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Wall Street Journal - Can You Find Wellness in a Cup of Tea? A Soothing Guide

By Aleksandra Crapanzano for Wall Street Journal

flu fighter tea

Venerable brands and upstarts alike are encouraging us to steep and sip our way to vitality, better sleep, even happiness. These delicious brews are the ones worth choosing.

Tea has long been considered something of a cure-all. Pick up most any classic British novel, for instance, and you can’t help but notice how many characters count on a cup to allay anything from a broken heart to a serious bout of illness.

Though many of the therapeutic benefits attributed to tea have yet to be substantiated by science, both green and black teas do contain significant levels of antioxidants. And while researchers continue to evaluate the capacity of the amino acid l-theanine, also found in tea leaves, to promote feelings of calm by elevating levels of serotonin and dopamine, my faith in the ritual of brewing, pouring and drinking tea to both soothe and refresh me is such that I tend to do it throughout the day—and now more than ever.

Even when I travel, I carry pouches of Harney & Sons’ Queen Catherine, a blend of three Chinese black teas. It’s bold enough for breakfast, even with milk and honey, and nuanced enough for afternoon, taken straight. Later, if my energy flags I’ll pour a cup of Kusmi BB Detox: Its blend of caffeine-rich yerba mate, guarana and green tea sets me back in motion, while the invigorating grapefruit note fools me into thinking the day is beginning, not drawing to a close.

With origins in China dating back as far as 2700 B.C., tea was primarily a medicine for millennia. Today it’s the second most consumed beverage in the world, after water. In recent years, what I call teas with benefits—said to combat coughs and chills, boost the immune system, put insomnia to rest or even promote a sense of joy —have flooded the high-end market.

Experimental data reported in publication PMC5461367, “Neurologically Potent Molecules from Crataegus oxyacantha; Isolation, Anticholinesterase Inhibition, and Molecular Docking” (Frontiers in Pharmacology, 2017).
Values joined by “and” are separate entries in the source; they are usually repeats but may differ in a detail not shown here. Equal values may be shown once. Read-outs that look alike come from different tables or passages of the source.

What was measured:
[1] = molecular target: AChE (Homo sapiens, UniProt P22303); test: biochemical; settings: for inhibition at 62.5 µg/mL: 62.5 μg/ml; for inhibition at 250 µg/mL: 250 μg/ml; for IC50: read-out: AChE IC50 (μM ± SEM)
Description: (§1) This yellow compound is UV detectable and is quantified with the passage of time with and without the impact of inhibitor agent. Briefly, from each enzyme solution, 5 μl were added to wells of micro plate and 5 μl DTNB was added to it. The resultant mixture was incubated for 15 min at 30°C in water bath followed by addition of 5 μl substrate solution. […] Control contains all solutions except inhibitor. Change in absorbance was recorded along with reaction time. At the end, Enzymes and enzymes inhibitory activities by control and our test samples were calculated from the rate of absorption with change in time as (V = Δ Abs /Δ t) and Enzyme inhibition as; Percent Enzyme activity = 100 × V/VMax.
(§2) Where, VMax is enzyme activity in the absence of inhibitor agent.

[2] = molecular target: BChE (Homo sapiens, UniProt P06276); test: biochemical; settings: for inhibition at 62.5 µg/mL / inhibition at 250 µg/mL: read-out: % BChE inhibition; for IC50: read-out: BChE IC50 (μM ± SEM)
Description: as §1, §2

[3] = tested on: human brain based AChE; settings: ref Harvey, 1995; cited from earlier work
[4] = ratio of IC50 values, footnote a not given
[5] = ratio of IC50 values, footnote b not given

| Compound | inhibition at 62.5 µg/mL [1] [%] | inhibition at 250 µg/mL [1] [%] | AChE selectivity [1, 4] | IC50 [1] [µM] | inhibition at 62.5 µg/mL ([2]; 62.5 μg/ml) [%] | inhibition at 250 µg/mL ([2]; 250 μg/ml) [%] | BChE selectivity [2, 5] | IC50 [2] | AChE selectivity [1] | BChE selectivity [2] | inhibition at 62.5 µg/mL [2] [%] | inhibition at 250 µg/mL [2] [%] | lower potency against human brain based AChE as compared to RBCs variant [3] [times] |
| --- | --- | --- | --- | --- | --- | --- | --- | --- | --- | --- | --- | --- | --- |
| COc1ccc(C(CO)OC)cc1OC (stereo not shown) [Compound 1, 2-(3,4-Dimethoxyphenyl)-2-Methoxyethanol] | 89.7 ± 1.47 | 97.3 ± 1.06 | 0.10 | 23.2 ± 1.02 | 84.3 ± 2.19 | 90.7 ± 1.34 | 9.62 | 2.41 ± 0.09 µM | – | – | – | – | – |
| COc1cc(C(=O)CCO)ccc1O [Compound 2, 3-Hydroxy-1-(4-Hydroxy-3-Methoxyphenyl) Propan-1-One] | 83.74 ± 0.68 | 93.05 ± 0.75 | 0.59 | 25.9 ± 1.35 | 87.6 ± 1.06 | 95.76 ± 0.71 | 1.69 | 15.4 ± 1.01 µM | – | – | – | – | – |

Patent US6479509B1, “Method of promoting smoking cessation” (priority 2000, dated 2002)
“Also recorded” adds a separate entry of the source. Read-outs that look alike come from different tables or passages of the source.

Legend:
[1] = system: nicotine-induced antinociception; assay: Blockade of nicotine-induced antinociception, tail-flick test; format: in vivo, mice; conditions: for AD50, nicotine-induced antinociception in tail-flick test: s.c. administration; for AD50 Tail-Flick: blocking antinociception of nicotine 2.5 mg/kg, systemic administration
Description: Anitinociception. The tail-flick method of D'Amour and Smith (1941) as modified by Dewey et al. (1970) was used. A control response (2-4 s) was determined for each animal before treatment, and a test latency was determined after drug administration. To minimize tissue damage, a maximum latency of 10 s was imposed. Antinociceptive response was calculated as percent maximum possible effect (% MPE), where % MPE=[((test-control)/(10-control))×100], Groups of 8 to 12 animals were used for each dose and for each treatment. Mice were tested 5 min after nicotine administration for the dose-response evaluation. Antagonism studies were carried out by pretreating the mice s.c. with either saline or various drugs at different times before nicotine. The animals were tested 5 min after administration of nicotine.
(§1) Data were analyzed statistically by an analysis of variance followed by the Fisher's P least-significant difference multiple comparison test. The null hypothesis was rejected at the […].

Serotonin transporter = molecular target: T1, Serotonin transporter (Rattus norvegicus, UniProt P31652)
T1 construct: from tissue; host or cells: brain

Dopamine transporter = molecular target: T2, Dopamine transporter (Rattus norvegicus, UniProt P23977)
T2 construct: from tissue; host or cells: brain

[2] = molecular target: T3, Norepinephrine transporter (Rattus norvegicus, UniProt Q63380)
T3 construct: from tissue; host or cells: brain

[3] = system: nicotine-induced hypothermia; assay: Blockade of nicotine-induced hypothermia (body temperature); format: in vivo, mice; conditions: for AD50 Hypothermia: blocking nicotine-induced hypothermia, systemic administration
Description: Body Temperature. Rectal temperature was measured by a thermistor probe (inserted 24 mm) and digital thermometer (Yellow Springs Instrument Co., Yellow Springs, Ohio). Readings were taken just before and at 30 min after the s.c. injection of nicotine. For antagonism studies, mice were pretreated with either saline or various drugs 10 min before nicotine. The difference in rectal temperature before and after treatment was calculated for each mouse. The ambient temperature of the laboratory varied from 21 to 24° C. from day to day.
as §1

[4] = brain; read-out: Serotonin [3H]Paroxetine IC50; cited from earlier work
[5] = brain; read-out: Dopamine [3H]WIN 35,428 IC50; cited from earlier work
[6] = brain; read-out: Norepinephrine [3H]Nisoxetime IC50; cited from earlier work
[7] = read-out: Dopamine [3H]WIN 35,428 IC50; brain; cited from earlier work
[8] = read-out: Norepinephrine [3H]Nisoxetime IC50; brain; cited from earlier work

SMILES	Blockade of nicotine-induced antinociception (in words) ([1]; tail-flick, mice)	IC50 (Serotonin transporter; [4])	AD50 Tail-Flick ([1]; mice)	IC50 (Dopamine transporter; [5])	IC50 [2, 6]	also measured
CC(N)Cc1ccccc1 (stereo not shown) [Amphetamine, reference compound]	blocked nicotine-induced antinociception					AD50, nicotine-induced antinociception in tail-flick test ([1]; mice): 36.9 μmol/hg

Many products in this category are not tea per se: Technically, tea comes from the evergreen plant Camellia sinensis. Oxidation transforms the flavor and color of the leaves to produce black tea, whereas green tea leaves remain relatively unprocessed. A drink produced by steeping herbs or flowers in boiling water should, strictly speaking, be called an infusion or tisane. But most of us still call these teas.

According to Joshua Kaiser, founder of Milwaukee-based Rishi Tea, “People are seeking out tea right now to boost and bolster their immunity and overall vitality.” Mr. Kaiser discussed the popularity of “adaptogens”—plants used to aid the body in responding to stress —as well as antioxidant-rich infusions during times of illness and anxiety. “Herbal teas are not the cure, but ingredients like licorice, citrus peel, artemisia, ginger, turmeric and eucalyptus are quite beneficial,” he said. Mr. Kaiser explained that artemisia has been employed for centuries in China as an antiviral and anti-malarial, and that schisandra berry is used as a natural antidepressant.